Language and sometimes political barriers, free-riding, and the low institutionalization of VS are some of the challenges to the success of a regional approach. These challenges are derived from the heterogeneity of territories and the public good nature of animal health. Mechanisms to avoid the free-riding problem are hard to propose in an international framework, in which sanctions are not feasible. The efforts to construct regional animal health networks should continue despite the difficulties. The capacities in surveillance and diagnostic built from these efforts can be useful for other interests such as the provision of human or plant health (One Health approach). The need for integrated approaches and solutions at the regional level arises. Since single countries/territories cannot efficiently manage animal health in isolation, the interconnection of neighboring and farther countries sharing similar constraints and in link with different regions in the world makes animal health a global issue where regional networks can become adapted structures to build a functional world-wide platform of animal health.
Several key activities of CaribVET were selected for an economic evaluation (disease prioritization tool, surveillance network assessments, IATA certification and sample shipment simulation exercises, and the ILCT testings’). Although quantitative evaluation could not be organized due to lack of data, they clearly showed the benefits especially for the countries which implemented the activities (use of disease prioritization tool impacted budget / activities in 83% of the respondent users, implementation of SNAT recommendations) are beneficial to the VS, improving laboratory capacities, leading to improved animal health.
Several key recommendations were made in order to improve the cost/benefits of the activities, several of which have been implemented or will soon be: follow-up teams to assist with the implementation of recommendations, conduct bi-annual evaluation of non-monetary costs, develop ex ante studies to enable quantitative economic evaluations and associated guideline for easier data collection, improve compliance of members with sharing of data and information, etc...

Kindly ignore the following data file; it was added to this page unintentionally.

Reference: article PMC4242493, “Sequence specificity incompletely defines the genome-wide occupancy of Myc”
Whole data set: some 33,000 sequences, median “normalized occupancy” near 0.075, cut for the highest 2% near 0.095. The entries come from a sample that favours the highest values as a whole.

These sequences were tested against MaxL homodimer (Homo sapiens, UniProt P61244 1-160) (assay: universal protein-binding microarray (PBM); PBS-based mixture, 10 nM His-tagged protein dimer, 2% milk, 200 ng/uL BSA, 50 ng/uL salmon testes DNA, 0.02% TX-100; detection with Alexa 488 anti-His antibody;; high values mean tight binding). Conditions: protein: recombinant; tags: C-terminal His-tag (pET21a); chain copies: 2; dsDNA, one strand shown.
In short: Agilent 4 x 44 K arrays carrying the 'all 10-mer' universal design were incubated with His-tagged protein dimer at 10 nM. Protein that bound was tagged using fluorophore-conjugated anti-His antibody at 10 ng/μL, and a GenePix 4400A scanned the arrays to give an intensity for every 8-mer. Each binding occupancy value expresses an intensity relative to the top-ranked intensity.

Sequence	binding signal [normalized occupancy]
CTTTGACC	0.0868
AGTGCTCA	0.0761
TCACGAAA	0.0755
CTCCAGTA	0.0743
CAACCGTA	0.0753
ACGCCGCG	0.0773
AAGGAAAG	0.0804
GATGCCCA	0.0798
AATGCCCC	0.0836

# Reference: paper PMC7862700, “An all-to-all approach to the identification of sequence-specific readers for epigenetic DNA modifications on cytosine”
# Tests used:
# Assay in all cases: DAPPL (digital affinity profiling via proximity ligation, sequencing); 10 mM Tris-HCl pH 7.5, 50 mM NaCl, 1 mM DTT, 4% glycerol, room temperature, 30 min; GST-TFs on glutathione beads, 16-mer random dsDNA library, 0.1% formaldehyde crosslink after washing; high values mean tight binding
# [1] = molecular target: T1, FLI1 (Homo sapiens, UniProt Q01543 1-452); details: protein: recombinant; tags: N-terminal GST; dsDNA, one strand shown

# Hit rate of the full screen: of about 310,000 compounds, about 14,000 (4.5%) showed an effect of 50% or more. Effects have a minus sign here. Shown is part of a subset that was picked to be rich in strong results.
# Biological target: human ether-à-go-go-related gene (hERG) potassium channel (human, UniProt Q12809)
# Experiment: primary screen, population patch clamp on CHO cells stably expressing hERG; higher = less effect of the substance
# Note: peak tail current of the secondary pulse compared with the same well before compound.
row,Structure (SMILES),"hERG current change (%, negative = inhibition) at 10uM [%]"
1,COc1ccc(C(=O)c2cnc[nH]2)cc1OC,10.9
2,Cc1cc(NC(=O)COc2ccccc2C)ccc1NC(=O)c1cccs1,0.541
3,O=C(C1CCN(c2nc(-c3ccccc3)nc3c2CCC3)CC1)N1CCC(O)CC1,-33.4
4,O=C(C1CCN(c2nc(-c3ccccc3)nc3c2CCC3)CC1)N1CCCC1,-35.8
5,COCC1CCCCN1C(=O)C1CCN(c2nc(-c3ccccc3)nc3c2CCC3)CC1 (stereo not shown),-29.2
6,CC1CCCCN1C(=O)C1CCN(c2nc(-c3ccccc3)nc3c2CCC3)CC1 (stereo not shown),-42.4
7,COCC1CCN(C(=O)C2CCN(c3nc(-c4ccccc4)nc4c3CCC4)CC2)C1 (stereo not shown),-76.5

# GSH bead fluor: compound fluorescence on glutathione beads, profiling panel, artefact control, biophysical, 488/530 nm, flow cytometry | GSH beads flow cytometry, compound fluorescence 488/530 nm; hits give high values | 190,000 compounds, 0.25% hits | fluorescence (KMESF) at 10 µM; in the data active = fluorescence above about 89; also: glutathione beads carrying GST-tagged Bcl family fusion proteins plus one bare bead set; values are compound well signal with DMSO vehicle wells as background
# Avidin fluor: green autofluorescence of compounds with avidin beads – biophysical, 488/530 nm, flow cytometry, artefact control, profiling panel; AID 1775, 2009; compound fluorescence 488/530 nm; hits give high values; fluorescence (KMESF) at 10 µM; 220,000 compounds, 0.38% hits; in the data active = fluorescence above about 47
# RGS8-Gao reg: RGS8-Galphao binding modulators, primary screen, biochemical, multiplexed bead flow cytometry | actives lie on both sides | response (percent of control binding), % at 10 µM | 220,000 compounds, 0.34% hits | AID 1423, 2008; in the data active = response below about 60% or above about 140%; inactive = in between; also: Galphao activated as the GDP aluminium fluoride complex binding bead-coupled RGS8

b. Development of VacciCost Tool – A tool to evaluate resources required for massive vaccination campaigns

Vaccination is one of the main tools currently available to control animal diseases. VacciCost is a tool designed to help decision-makers in the estimation of the resources required to implement mass livestock vaccination campaigns. The tool focuses on the operational costs of the campaign. The resource requirements are classified in eight categories: vaccines, injection supplies, personnel, transport, maintenance and overhead, training, social mobilization, and surveillance and monitoring. This categorization allows identifying the most expensive components of a vaccination campaign, which is crucial to design cost-reduction strategies. The tool was probed in Senegal for evaluation of the cost of vaccination against peste des petits ruminants (PPR), which has been chosen by the international organizations as the next disease to be eradicated globally, after successful eradication of rinderpest in 2011. VacciCost is useful to prepare national budget allocations and complementary fundings from international bodies in order to achieve eradication.
CaribVET SC recommended its members to use the tool, especially countries affected by Classical Swine Fever (CSF) in the Caribbean. Cuba is already being using the tool, and other Caribbean countries showed strong interest (Dominican Republic, Haiti). Other countries which are not affected by CSF are much interested in using it for vaccination against Newcastle Disease, Rabies (in livestock)...
After publication of the work, VacciCost has been added to the Catalogue of CaribVET products that provide fact sheet for each tool along with access to the guidelines etc. for easier use and implementation of the materials.

c. Guideline for the economic evaluation of capacity building programme

No quantitative economic evaluation could be undertaken during the project to assess the economic benefits of CaribVET, mainly due to lack of data. Following the recommendations of the 11th CaribVET’s Steering Committee meeting, a guideline was prepared in order to detail the type of information/data that is required to perform economic evaluations of different activities with a focus on capacity development (trainings).